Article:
|Hop tops, delicious steamed with a little butter!|
Unusually cold weather has meant spring was delayed this year with opportunities for picking seasonal wild food being somehow prolonged. Not a bad thing all in all...
A few weeks ago the young shoots of alexanders found in local parks near me could be picked, steamed and eaten much like asparagus. Now they are far too woody. You can still taste their amazing aroma, but only after chewing the pith as you would with a stick of licorice, so it’s hardly worth the trouble. Apparently if you peel and fry them, they tenderise, and the flowers can be eaten too, but I haven't tried this yet. The wild garlic has all but gone now, but I managed to find some three-cornered garlic the other day, though very much on its last legs. The leaves are delicious, and the flowers are great in a vase!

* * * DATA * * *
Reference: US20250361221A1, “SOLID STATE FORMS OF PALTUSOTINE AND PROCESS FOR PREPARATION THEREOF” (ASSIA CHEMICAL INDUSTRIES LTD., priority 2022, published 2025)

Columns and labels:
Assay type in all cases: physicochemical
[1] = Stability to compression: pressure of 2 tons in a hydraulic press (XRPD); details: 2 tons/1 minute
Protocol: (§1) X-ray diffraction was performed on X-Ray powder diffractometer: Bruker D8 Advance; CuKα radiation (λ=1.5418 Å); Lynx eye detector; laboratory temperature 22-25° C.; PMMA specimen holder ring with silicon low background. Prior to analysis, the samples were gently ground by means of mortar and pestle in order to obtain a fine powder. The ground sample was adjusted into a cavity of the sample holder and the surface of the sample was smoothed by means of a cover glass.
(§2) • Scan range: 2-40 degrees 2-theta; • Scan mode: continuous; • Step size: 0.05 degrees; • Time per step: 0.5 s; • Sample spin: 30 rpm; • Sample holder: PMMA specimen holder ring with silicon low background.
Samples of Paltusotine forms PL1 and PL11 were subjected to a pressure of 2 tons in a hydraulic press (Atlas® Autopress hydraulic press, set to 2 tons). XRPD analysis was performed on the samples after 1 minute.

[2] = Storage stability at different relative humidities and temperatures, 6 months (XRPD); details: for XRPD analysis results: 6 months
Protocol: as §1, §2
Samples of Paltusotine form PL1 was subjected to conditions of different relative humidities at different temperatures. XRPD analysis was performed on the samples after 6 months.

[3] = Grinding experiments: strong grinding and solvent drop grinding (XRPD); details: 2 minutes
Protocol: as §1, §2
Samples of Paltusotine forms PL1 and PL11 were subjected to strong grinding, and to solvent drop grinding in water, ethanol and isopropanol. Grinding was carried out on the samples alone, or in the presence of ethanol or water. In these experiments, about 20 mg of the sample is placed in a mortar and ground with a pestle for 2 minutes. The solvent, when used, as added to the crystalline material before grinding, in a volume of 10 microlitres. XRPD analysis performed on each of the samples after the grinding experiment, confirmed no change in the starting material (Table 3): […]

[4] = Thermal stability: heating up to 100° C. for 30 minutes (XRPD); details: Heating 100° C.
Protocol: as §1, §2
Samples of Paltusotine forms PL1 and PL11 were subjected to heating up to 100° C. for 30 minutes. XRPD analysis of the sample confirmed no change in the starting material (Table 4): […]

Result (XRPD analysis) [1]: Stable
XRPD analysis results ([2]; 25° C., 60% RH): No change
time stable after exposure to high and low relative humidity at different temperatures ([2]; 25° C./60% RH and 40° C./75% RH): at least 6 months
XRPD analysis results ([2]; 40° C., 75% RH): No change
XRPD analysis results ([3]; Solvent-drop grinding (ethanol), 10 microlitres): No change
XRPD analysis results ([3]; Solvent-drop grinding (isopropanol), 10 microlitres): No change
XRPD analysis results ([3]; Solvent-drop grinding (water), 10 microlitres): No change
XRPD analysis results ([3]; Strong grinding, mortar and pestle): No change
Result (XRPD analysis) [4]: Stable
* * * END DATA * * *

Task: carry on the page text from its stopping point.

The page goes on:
|Three cornered garlic|
Hops are on the attack at the moment, creeping over whatever they can in competition with the bindweed. The are tasty with butter and pepper after a little steaming. Don’t be tempted to cut more than 10” from the end though, as you’ll have the same problem as with the Alexanders. The garlic mustard (or Jack-by-the-hedge) is blooming at the moment and ripe for picking, as is the ground elder.
More foraging and culinary tips can be found in Roger Phillips’ Wild Food book, which is has been my bible when out and about looking for lunch. Richard Mabey’s Food for Free publication is great too, and pocket sized which is helpful. I never leave home without it these days.
|Nettle pith and twined bark|
Off to pick some nettles now, which turn out to be most useful of plants: use the top leaves to make soup or pesto (using almonds instead of pine nuts), the older leaves to make blue/green dye, and use the bark and pith for cordage and basket weaving. The plant is a good diuretic and also combats the symptoms of hay fever. Not sure what to do with the roots yet, but will get back to you as soon as I know.